LETTER: Call to close nude beach due to Queensland sex pests
LAST weekend saw the Nude Not Lewd Rally at Tyagarah Beach 200 metres south of Grays Lane.
According to the organisers, Byron Naturists Facebook event page they are fighting for their "rights to clothes optional beach.”
The politics around nude bathing is heating up ahead of a decision by Council over the future of clothes optional beaches in the Shire.
One local is in no doubt the clothes optional status of Tyagarah Beach should be removed citing public safety and the threats posed by predatory males looking for sex:
We Tyagarah residents want to remove the 'clothing optional' status from our beach for safety.
We want safety from sexual predators, especially for women and children.
Many of us enjoy swimming naked, but are prepared to forgo this pleasure in order to be safe.
At present the women and children in our community are afraid to go on their own to our local Tyagarah beach. It has been this way for almost 20 years.
We thought that it would be a simple matter to request this change from our council, and were surprised to discover resistance from a naturist/nudist lobby, who want to keep the beach open and extend it.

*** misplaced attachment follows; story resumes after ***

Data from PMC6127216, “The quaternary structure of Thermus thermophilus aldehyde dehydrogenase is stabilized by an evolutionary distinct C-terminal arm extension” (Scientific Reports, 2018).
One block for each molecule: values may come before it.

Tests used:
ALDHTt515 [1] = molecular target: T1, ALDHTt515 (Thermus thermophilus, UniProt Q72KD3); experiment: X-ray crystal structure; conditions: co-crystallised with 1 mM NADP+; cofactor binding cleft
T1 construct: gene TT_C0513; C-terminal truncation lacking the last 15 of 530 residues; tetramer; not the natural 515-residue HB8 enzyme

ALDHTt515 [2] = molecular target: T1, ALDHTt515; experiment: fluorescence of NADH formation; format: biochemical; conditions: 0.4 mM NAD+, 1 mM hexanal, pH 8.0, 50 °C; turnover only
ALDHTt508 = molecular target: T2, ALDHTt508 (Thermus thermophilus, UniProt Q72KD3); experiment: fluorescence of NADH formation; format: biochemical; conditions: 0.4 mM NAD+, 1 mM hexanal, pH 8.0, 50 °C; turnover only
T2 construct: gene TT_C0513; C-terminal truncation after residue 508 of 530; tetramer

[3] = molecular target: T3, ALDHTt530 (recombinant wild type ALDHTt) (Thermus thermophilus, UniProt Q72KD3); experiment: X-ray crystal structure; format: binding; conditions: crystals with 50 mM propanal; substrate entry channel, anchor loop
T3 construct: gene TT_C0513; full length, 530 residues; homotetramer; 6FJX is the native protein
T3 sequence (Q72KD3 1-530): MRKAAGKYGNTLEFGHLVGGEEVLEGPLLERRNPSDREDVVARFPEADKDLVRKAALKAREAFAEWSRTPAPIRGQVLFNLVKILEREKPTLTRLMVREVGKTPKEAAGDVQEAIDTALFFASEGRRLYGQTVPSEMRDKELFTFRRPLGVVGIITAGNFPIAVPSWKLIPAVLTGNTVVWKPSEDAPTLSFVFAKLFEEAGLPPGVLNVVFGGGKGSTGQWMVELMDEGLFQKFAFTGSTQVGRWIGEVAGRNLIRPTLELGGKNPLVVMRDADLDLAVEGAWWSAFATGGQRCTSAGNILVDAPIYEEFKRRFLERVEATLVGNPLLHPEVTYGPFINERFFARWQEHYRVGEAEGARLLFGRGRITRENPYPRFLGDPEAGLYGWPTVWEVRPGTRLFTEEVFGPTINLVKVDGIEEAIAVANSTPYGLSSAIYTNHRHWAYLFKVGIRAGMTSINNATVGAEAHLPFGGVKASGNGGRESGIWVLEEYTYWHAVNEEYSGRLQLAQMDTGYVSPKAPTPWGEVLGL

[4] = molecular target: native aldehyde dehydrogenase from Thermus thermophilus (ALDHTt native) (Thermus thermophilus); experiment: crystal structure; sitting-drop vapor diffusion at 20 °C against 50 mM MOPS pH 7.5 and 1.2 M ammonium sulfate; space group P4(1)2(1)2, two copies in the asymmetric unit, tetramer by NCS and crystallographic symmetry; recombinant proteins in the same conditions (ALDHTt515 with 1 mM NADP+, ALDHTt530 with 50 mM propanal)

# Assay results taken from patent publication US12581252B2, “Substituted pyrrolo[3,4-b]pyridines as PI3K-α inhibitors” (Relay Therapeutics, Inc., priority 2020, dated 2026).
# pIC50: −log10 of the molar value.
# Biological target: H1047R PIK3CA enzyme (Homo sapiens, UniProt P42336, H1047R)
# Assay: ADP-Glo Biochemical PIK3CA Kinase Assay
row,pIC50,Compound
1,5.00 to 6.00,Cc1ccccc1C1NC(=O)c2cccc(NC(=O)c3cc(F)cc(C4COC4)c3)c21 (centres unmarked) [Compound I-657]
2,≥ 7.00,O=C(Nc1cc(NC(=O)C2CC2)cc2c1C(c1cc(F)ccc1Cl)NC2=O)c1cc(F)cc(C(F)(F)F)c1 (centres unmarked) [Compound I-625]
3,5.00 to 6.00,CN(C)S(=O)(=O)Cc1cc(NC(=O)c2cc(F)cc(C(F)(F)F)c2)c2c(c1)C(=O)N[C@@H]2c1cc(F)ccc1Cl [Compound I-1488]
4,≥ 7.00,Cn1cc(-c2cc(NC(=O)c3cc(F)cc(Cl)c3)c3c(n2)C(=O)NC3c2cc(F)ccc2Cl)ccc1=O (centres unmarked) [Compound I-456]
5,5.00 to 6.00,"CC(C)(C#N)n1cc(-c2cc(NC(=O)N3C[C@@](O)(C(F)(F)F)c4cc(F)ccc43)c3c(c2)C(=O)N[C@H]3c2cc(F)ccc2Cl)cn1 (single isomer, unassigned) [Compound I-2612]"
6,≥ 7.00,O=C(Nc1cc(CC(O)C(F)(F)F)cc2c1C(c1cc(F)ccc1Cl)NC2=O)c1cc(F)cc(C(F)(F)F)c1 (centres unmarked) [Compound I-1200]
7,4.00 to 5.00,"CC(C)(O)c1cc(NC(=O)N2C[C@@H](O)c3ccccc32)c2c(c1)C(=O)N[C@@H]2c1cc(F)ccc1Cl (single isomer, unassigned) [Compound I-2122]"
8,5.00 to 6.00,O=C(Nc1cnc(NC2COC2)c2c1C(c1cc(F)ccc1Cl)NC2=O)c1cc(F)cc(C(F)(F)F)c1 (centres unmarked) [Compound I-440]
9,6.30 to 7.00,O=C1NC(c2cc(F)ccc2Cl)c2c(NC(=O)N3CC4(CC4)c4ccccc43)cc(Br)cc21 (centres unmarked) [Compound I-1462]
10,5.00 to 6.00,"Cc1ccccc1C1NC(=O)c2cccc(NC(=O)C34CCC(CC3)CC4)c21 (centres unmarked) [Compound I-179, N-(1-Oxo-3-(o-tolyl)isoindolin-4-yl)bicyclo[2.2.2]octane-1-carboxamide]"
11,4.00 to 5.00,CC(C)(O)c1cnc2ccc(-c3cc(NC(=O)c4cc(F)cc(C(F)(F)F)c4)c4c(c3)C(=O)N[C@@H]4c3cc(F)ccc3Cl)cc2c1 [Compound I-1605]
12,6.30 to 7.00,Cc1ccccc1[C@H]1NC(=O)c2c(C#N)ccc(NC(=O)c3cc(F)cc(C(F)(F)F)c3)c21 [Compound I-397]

The strategy adopted to meet needs for safety and maintain a nudist lifestyle, was to increase signage and police patrols.
There has been a six month trial period. Although there has been some improvement, the problem remains.
The clothing optional beach is still dominated by single men looking for sex, mostly from Queensland, who have no compunction in displaying their arousal to women and/or children.
They know they are safe from the law because if reported it is their word against the victim's, so most victims do not bother reporting.
They also know it takes 25 minutes for the police to get there. Plenty of time to skidaddle.
A nudist lifestyle can be practised in the privacy of your own home and garden
Women and children do not need to suffer for this to happen.
In the long term, if we don't do anything, how will local businesses be affected when Byron Bay gets a national reputation for hosting sexual predators?
How long does it take to turn that around? Let's remember that it takes much less time to lose trust than it does to build it back up again.
Let's just suppose it really is a question of safety versus money. How can we find a win-win outcome?